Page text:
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Chicago Wage And Hour Laws Blog

Wage violations for tipped employees continue to be a problem

Pho Ha Vietnamese Restaurant will have to pay $219,716 to 33 employees for back wages and damages, according to the U.S. Department of Labor (DOL). The California restaurant's violations include failure to pay minimum wage and overtime, as well as recordkeeping violations. 

Does your position exempt you from overtime pay?

When you work more than 40 hours per week, you want to receive compensation for your extended work time. Yet for many working individuals, a job that lacks work-life balance may not legally require payment in the United States.

The Fair Labor and Standards Act (FLSA) confirms that multiple groups of individuals do not prove eligible for overtime pay based on their careers and job descriptions. Before making a claim against your employer, you want to ensure that you do not fall into the ineligible category of workers. If you believe you are entitled to overtime pay that you are not receiving, speak to an experienced attorney who may help you develop a strong case to obtain compensation.

5 common FLSA violations in the workplace

The American Dream says that everyone should have an equal opportunity for success and prosperity through hard work and determination.

You have set a course toward success and are paving the path every day to get yourself there. While you’re hard at work, it’s important that you know about the Fair Labor Standards Act (FLSA) and what protections it offers you. Then, while you’re hard at work, keep an eye out for these common workplace violations that are designed to benefit your employer and set you back on your path to success.

Payroll Violations Run Rampant

Even though you trust your employer, you should take a close look at your pay stub every payday to make sure that your pay reflects the hours you worked. Some mistakes are unintentional, but many “mistakes” are designed to enhance the company’s bottom line. Here are some payroll issues to look out for when you receive your next paycheck.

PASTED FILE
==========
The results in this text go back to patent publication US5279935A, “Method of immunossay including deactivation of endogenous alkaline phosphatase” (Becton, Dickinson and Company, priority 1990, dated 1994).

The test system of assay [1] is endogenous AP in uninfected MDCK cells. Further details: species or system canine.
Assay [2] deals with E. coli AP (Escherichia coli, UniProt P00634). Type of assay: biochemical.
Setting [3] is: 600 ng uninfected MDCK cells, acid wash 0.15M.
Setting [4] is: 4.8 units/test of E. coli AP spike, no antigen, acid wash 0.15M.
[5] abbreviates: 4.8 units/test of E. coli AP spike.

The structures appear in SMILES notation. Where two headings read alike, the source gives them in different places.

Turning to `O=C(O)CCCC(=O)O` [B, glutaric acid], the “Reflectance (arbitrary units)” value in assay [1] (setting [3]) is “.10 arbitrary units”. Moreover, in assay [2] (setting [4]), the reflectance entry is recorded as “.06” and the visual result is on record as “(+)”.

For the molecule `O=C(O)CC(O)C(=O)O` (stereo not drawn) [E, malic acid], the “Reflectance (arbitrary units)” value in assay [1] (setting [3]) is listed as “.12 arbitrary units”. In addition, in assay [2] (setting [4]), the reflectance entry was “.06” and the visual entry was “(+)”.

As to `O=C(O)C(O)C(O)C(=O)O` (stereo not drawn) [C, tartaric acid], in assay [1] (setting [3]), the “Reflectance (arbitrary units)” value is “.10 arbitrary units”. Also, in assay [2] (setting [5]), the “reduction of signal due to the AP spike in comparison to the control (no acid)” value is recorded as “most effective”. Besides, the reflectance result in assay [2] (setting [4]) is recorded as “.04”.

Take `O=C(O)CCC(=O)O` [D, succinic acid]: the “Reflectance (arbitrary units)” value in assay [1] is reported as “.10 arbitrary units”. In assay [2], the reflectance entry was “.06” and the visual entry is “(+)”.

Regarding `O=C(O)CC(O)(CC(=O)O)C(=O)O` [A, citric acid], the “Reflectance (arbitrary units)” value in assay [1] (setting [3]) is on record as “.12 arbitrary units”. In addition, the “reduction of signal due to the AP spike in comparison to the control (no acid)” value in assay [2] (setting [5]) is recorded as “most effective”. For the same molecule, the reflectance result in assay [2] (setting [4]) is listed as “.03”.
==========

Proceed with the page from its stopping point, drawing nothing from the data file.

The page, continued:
Are You On-Call, Traveling or Waiting?

Employers May Need to Pay Workers for Short Rest Breaks

When employees are promised breaks as part of their employment, federal law considers those breaks as part of their paid work hours. These hours must be included in the calculation of total hours worked and must be used to calculate overtime.

Federal law doesn’t require rest breaks. They are commonly offered by employers to boost productivity and enhance employee morale. Eight states (California, Colorado, Kentucky, Minnesota, Nevada, Oregon, Vermont, and Washington) have laws requiring rests. Typically, employees are offered a 10-minute break for every four hours worked.

Workers seek back pay for “off-the-clock” work duties

Some occupations require specific clothing or costumes that workers leave at the business. In today’s technological age, logging into business systems may be a necessity to perform the job. For workers who require specific safety gear to perform their jobs, changing into the work clothes may be compensable as far as federal wage and hour laws go.

The issue of “donning and doffing” is not new, but issues continue to arise in this area of employment law under the Fair Labor Standards Act. A similar concept recently arose in the area of signing on through a complex process of firewalls that call-center nurses say they were not properly paid as a part of their jobs.

Study: Wage theft is rampant in most populous states

Getting paid for a hard day's work may not always result in full satisfaction for workers. Reading through a W-2 can seem frustrating -- adding up the various deductions that are legally taken out from your bottom line. However, recent research conducted by the Economic Policy Institute shows that wage theft is a substantial problem in America.

After reviewing minimum wage pay violations in the 10 most-populous states in the country, the study's authors estimate that wage theft costs Americans more money than is stolen in acts of burglary, larceny, auto theft and robberies combined. And the research only touched one aspect of wage theft -- the failure to pay the relevant minimum wage.

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